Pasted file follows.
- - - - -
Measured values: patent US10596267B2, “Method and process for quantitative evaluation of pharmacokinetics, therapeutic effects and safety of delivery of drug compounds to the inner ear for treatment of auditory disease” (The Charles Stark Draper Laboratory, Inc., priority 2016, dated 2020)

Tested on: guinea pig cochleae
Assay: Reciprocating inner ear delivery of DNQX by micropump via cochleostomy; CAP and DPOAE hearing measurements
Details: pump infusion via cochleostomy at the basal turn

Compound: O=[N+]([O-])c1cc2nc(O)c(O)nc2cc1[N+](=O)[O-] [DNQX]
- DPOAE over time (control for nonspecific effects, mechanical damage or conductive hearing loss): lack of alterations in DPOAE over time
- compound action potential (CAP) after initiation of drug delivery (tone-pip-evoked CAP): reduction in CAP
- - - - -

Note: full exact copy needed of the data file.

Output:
Measured values: patent US10596267B2, “Method and process for quantitative evaluation of pharmacokinetics, therapeutic effects and safety of delivery of drug compounds to the inner ear for treatment of auditory disease” (The Charles Stark Draper Laboratory, Inc., priority 2016, dated 2020)

Tested on: guinea pig cochleae
Assay: Reciprocating inner ear delivery of DNQX by micropump via cochleostomy; CAP and DPOAE hearing measurements
Details: pump infusion via cochleostomy at the basal turn

Compound: O=[N+]([O-])c1cc2nc(O)c(O)nc2cc1[N+](=O)[O-] [DNQX]
- DPOAE over time (control for nonspecific effects, mechanical damage or conductive hearing loss): lack of alterations in DPOAE over time
- compound action potential (CAP) after initiation of drug delivery (tone-pip-evoked CAP): reduction in CAP